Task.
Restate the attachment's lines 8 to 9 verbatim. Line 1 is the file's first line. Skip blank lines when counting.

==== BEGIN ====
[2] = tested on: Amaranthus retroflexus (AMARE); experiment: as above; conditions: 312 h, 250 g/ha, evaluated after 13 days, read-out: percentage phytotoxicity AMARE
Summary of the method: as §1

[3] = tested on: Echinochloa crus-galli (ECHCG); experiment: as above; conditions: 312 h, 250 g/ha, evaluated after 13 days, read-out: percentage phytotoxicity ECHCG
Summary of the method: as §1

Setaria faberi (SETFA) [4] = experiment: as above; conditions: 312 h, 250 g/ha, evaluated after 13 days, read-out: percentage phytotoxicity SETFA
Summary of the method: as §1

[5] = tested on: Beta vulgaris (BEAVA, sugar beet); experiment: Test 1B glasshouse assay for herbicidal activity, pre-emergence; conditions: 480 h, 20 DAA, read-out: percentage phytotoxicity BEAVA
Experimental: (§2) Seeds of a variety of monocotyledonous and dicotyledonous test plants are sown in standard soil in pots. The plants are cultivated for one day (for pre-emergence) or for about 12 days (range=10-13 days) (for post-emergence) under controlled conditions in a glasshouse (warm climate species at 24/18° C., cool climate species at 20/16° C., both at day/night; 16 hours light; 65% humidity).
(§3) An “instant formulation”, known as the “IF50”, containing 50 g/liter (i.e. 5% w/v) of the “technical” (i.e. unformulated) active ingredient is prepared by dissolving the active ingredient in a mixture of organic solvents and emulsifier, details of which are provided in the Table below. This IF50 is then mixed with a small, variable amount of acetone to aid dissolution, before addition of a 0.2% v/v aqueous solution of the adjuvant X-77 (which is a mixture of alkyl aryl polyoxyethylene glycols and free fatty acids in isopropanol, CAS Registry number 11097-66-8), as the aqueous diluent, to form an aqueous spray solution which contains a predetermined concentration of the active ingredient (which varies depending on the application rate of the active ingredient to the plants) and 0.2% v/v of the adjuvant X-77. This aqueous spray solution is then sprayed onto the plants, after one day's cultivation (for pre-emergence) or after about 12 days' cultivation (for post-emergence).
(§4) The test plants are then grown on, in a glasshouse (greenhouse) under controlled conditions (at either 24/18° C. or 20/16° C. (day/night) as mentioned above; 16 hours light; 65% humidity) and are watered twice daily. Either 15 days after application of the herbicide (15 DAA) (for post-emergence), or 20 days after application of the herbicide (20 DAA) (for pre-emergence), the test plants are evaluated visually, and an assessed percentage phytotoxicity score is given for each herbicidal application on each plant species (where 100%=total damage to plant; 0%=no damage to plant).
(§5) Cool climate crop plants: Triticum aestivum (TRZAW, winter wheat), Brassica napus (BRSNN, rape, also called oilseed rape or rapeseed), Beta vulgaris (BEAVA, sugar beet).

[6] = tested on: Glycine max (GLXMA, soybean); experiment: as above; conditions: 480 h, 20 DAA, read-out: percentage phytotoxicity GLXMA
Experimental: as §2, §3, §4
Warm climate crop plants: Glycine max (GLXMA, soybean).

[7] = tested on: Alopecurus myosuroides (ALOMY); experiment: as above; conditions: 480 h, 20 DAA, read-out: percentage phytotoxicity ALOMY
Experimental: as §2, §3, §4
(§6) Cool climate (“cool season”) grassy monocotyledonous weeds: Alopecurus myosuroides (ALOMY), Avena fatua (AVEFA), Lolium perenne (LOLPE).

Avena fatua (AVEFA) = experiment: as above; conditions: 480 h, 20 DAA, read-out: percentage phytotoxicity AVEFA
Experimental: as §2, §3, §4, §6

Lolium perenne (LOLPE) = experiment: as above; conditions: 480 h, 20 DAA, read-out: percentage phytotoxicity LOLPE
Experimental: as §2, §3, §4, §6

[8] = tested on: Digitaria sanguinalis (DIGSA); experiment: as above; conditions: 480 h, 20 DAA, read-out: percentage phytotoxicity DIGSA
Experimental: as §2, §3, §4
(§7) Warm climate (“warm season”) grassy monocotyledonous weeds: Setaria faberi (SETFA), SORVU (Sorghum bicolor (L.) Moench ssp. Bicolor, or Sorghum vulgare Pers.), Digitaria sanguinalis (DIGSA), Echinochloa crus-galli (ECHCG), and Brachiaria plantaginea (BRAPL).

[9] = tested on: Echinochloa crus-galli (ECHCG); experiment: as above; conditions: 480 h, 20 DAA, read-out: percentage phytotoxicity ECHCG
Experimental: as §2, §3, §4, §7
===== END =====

Experimental: (§2) Seeds of a variety of monocotyledonous and dicotyledonous test plants are sown in standard soil in pots. The plants are cultivated for one day (for pre-emergence) or for about 12 days (range=10-13 days) (for post-emergence) under controlled conditions in a glasshouse (warm climate species at 24/18° C., cool climate species at 20/16° C., both at day/night; 16 hours light; 65% humidity).
(§3) An “instant formulation”, known as the “IF50”, containing 50 g/liter (i.e. 5% w/v) of the “technical” (i.e. unformulated) active ingredient is prepared by dissolving the active ingredient in a mixture of organic solvents and emulsifier, details of which are provided in the Table below. This IF50 is then mixed with a small, variable amount of acetone to aid dissolution, before addition of a 0.2% v/v aqueous solution of the adjuvant X-77 (which is a mixture of alkyl aryl polyoxyethylene glycols and free fatty acids in isopropanol, CAS Registry number 11097-66-8), as the aqueous diluent, to form an aqueous spray solution which contains a predetermined concentration of the active ingredient (which varies depending on the application rate of the active ingredient to the plants) and 0.2% v/v of the adjuvant X-77. This aqueous spray solution is then sprayed onto the plants, after one day's cultivation (for pre-emergence) or after about 12 days' cultivation (for post-emergence).